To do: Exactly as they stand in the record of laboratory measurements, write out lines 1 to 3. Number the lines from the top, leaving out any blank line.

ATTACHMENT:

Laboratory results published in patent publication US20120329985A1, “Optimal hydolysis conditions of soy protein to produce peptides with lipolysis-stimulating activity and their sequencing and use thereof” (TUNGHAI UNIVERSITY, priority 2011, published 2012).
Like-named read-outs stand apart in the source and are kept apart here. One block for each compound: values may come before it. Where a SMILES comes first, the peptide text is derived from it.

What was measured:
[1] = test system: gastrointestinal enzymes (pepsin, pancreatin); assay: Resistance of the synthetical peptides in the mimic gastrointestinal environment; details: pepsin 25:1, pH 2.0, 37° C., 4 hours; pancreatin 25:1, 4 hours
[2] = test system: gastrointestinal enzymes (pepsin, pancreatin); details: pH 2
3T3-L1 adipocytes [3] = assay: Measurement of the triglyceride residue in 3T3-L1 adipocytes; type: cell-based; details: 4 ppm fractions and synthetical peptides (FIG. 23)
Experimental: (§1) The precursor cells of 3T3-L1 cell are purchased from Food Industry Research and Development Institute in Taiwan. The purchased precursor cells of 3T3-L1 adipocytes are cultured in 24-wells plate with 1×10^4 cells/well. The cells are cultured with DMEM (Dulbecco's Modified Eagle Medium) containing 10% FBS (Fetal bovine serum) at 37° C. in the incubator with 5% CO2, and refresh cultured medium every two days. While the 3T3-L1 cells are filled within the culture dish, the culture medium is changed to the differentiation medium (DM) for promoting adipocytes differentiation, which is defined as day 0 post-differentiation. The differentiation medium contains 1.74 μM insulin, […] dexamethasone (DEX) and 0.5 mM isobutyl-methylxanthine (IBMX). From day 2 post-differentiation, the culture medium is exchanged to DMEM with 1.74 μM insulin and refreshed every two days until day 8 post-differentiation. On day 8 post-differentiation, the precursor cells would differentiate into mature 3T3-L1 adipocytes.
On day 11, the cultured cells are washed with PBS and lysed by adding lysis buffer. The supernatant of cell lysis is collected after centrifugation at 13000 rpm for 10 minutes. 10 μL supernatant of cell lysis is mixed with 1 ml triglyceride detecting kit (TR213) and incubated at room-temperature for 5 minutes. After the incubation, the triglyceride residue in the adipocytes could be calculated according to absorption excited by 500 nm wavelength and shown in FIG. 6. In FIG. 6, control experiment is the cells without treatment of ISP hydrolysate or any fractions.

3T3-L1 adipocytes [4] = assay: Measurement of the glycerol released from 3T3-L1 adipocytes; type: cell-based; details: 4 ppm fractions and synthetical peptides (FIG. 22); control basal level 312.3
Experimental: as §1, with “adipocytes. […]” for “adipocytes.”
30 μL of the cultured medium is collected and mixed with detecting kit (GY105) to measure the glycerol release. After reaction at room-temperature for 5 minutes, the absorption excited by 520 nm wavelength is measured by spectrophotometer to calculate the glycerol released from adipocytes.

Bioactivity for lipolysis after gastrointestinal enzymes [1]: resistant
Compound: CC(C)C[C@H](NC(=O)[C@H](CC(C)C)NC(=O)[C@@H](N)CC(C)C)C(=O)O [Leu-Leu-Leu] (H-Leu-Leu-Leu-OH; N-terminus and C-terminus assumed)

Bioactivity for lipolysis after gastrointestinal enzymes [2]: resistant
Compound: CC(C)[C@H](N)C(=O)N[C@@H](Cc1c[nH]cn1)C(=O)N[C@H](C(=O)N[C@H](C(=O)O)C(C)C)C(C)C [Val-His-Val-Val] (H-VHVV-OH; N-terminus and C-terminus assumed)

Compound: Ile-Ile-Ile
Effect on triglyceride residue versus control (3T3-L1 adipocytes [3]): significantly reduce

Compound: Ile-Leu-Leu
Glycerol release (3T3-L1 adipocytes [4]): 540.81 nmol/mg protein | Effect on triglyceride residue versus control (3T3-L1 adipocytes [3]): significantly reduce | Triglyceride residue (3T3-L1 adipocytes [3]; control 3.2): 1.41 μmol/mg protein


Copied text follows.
Laboratory results published in patent publication US20120329985A1, “Optimal hydolysis conditions of soy protein to produce peptides with lipolysis-stimulating activity and their sequencing and use thereof” (TUNGHAI UNIVERSITY, priority 2011, published 2012).
Like-named read-outs stand apart in the source and are kept apart here. One block for each compound: values may come before it. Where a SMILES comes first, the peptide text is derived from it.

What was measured: